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David Alfred Gray 1925 - 2013

grayHydrogeologist and Assistant Director of the Geological Survey, who headed its Geophysics and Hydrogeology Division.

David Gray, a Fellow for 64 years, died 18 March 2013. Born at Chelmsford, in Essex, on 4 September 1925, he went to school in Colchester and Brentwood before joining the Royal Naval Volunteer Reserve in 1943. Commissioned as midshipman, he served in motor torpedo boats in UK waters as well as spending a year in West Africa, contracting malaria, which was to affect him periodically throughout his life.

Following demobilisation, and a geology degree at University College London, he joined the Geological Survey, beginning his career mapping in Kent. Preferring more applied work, he requested a transfer to the Water Department where he spent the next 24 years. He joined as interest in groundwater was beginning to blossom, dealing with enquiries and work associated with the implementation of the 1945 Water Act. He also carried out the first systematic investigations of saline intrusion into coastal aquifers in the UK and began to apply geophysical methods to hydrogeological problems

In 1965 seven staff from the Water Department were transferred to the newly formed Water Resources Board. Those remaining formed the core of a new Hydrogeological Department and David was appointed Chief Hydrogeologist. His remit was to convert the Department from a service to a research organisation and to provide hydrogeological support to the Overseas Division of the newly named Institute of Geological Sciences. He was a progressive manager at a time when management in some parts of the organisation stifled innovation. By the time he left the Department, it had been entirely reborn as a centre for applied hydrogeological research, with an international reputation.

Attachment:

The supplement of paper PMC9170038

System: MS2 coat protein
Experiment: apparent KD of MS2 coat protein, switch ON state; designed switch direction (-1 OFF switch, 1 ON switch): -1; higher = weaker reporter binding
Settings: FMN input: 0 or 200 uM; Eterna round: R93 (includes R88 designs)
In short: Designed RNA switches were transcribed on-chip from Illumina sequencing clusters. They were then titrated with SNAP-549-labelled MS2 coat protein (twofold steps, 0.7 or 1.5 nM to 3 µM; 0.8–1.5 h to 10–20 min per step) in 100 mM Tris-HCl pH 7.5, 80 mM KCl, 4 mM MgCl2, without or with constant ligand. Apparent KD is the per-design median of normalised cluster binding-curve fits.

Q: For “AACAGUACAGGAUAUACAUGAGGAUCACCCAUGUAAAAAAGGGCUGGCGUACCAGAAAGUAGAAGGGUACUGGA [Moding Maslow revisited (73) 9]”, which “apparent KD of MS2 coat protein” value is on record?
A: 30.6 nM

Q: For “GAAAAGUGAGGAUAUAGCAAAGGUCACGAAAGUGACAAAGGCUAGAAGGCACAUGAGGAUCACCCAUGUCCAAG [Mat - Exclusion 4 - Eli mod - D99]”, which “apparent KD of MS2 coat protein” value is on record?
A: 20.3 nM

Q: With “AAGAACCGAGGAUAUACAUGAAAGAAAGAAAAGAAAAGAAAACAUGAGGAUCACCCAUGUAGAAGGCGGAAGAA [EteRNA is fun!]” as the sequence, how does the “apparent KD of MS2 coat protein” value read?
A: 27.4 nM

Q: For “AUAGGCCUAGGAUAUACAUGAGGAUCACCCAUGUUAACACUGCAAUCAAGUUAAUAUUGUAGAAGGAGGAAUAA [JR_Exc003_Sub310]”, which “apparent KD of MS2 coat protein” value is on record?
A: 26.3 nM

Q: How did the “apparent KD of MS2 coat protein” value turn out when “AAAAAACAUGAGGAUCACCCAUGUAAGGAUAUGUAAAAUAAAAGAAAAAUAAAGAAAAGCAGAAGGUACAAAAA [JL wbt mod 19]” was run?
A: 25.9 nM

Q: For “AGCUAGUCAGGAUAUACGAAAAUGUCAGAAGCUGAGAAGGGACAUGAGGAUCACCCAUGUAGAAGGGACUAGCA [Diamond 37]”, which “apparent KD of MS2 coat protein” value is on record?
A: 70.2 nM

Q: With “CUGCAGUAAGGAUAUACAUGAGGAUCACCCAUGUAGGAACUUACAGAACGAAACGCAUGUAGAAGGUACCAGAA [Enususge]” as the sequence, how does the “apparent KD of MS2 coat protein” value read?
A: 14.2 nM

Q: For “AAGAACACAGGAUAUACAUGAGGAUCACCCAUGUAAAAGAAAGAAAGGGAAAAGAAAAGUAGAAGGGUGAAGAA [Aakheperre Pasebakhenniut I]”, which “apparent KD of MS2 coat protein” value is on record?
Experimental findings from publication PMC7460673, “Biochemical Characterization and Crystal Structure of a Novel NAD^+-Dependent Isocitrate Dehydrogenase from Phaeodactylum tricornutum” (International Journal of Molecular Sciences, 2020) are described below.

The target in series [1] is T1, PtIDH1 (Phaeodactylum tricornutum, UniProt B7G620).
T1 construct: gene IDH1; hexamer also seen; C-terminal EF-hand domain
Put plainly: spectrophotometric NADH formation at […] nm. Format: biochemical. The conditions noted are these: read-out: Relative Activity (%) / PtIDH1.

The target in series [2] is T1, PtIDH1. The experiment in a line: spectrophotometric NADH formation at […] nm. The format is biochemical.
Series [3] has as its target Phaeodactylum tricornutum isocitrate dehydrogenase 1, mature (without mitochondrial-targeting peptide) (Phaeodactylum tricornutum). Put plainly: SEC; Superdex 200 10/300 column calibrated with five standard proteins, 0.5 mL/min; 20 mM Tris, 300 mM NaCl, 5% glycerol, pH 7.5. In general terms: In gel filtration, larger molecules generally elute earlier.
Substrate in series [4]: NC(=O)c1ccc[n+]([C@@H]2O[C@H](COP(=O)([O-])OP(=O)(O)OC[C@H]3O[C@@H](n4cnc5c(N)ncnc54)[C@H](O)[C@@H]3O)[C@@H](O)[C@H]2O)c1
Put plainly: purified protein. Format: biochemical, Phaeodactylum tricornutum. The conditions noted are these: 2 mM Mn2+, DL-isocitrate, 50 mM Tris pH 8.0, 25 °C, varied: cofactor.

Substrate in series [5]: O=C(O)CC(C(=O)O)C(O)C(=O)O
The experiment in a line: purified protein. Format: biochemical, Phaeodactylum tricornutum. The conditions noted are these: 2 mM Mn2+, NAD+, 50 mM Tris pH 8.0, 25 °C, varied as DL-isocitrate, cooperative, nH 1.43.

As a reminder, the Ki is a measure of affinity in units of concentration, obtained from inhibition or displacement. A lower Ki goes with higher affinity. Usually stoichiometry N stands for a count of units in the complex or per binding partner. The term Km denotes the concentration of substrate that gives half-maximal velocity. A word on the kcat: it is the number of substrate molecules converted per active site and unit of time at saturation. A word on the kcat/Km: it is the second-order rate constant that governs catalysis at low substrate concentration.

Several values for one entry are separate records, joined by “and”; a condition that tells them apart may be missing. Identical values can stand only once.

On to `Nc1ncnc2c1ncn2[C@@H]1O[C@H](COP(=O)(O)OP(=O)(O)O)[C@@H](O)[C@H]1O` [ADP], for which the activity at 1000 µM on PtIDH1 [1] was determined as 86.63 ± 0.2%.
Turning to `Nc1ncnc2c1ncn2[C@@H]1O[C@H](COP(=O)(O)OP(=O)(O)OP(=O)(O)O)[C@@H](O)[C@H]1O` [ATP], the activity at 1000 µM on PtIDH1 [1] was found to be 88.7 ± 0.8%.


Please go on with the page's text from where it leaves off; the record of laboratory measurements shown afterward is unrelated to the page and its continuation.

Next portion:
Promoted an Assistant Director in 1974, initially in charge of the Special Services Division, three years later he was happy to take charge of a new Geophysics and Hydrogeology Division where there was a large component of commissioned and fundamental research. Here he played a major role in the setting up of task forces to look at the potential of geothermal energy in the UK and the disposal of radioactive wastes. These were new, politically sensitive fields of research, and his personal commitment was instrumental to their success. Those who worked with him will remember a determined and committed professional who never lost his interest in science and gave his staff outstanding support. The award of a CBE in the 1986 New Year’s Honours crowned his career. Retiring in 1985, he advised civil engineers on water-inflow problems associated with tunnelling and the European Community on their Geothermal Programme.

During his time as a naval officer in north Kent he met and subsequently married a young actress, Bunty Leaton. The union between the rather reserved David and the vivacious Bunty was predicted to be a short one by many colleagues, but endured happily for over 50 years until her death in 2006. They made their home in Harrow where their two sons, Richard and James were born. Although joints were beginning to wear out, he was active until the end, and his death was sudden and unexpected.

Written by John Mather